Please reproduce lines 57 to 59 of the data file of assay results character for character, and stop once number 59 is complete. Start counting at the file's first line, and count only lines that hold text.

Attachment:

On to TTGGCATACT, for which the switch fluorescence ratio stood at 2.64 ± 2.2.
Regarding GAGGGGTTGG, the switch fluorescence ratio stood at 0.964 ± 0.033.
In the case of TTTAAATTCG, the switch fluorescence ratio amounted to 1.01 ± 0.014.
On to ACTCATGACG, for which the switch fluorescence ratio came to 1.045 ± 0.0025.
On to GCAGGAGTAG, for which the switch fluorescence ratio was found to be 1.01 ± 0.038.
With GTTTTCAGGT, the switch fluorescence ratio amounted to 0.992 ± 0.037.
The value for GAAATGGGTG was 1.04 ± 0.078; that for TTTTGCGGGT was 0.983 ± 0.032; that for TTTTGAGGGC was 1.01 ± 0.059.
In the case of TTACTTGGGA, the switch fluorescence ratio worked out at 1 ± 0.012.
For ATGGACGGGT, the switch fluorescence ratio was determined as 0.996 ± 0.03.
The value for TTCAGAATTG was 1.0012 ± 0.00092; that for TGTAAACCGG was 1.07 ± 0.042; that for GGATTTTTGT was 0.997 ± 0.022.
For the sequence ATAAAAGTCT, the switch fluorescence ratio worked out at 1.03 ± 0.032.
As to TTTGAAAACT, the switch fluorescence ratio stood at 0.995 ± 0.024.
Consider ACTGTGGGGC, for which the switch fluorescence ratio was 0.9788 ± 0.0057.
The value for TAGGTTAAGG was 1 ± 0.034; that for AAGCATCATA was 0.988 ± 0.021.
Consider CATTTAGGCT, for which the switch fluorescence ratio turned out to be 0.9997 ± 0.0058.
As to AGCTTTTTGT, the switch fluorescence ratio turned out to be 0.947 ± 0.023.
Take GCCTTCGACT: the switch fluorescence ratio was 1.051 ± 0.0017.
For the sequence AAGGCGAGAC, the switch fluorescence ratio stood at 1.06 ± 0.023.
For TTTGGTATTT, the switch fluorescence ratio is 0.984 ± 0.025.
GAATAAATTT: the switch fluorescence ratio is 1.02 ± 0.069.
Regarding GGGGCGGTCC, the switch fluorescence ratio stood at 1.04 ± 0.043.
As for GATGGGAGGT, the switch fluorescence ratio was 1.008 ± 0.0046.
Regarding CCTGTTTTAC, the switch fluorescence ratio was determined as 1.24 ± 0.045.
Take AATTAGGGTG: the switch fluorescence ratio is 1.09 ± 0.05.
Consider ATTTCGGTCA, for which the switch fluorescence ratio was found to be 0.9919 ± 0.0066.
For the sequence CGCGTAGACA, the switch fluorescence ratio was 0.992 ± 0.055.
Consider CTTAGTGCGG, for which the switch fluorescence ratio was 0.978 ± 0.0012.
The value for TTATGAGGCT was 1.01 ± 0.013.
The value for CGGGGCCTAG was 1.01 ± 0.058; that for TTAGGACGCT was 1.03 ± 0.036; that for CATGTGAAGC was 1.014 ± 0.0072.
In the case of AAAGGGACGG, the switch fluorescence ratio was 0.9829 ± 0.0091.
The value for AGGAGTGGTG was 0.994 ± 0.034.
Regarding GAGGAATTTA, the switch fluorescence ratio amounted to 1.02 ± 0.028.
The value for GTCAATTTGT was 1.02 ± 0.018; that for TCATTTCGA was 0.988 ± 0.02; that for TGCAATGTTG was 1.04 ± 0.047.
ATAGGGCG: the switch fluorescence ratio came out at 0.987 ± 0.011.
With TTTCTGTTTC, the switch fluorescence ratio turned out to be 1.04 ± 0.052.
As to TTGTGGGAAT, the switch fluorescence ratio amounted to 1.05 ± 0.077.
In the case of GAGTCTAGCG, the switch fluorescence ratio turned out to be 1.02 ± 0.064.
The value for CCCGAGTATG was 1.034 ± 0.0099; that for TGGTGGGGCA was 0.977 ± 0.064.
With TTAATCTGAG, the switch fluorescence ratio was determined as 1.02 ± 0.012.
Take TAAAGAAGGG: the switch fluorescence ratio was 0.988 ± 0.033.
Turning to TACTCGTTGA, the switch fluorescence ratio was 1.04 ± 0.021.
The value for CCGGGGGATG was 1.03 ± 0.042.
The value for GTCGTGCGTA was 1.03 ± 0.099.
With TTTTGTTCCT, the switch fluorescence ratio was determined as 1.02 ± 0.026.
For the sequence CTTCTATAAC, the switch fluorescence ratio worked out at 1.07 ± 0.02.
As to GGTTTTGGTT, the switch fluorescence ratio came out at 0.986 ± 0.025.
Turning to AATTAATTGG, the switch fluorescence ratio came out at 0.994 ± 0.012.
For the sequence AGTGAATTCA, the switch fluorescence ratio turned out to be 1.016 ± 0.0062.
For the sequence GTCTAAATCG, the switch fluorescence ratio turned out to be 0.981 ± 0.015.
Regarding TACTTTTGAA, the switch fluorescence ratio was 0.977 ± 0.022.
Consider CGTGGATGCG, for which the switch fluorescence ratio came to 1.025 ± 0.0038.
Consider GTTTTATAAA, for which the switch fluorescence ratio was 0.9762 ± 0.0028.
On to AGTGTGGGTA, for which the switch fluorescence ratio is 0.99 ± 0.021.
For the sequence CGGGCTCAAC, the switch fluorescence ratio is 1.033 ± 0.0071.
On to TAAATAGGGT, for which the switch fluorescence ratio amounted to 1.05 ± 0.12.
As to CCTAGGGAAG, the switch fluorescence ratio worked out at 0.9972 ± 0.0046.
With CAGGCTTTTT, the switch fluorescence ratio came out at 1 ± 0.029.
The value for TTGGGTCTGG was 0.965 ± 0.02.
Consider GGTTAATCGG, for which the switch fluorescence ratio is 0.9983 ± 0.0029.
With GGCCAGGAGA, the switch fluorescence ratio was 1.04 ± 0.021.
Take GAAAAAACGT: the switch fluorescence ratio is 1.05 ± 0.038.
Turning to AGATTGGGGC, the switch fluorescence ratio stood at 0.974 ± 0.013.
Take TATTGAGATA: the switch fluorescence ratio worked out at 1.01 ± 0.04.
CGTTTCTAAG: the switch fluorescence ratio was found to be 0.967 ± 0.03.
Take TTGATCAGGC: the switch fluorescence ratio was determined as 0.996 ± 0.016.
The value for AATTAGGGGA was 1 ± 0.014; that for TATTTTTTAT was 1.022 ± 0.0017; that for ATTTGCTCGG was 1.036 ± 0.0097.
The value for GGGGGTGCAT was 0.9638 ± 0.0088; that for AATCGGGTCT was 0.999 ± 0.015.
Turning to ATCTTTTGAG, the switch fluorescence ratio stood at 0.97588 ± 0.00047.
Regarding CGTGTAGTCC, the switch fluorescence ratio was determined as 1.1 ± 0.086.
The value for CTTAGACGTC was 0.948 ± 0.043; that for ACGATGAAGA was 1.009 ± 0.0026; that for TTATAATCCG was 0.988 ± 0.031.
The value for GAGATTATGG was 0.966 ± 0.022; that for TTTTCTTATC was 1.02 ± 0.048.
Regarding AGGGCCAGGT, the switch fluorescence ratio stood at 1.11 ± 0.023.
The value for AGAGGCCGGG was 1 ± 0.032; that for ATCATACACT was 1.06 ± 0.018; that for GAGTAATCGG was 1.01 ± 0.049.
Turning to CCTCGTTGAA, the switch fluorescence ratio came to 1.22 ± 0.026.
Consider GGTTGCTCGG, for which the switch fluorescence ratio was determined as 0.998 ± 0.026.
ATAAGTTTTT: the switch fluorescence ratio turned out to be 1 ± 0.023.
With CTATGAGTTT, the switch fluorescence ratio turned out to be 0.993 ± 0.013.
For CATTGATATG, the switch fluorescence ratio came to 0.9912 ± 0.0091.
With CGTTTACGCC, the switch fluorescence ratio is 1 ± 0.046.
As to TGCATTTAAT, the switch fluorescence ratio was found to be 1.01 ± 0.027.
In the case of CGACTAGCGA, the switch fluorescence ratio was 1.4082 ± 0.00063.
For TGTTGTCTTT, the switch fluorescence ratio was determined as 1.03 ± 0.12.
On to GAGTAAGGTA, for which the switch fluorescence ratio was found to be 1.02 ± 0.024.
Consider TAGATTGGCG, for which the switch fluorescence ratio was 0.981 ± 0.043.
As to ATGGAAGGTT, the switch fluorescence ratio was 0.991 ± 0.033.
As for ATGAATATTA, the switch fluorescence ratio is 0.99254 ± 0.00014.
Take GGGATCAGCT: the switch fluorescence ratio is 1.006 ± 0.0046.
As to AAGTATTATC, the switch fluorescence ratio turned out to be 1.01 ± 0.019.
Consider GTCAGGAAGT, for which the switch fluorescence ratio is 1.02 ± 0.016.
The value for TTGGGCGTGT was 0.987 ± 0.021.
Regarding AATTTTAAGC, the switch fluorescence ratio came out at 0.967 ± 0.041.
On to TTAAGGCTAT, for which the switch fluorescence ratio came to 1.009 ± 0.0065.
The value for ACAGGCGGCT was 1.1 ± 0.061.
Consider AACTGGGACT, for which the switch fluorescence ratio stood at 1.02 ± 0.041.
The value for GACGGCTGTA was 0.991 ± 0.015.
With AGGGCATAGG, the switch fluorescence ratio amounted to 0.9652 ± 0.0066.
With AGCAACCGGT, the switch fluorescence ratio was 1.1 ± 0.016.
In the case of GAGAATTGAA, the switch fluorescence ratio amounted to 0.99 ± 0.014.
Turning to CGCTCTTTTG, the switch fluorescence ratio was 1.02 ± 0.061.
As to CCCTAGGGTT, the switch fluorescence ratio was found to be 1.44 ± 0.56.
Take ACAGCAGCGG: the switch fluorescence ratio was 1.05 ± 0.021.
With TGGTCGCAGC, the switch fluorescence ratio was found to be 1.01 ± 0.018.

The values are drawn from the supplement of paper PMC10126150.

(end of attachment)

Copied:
With CAGGCTTTTT, the switch fluorescence ratio came out at 1 ± 0.029.
The value for TTGGGTCTGG was 0.965 ± 0.02.
Consider GGTTAATCGG, for which the switch fluorescence ratio is 0.9983 ± 0.0029.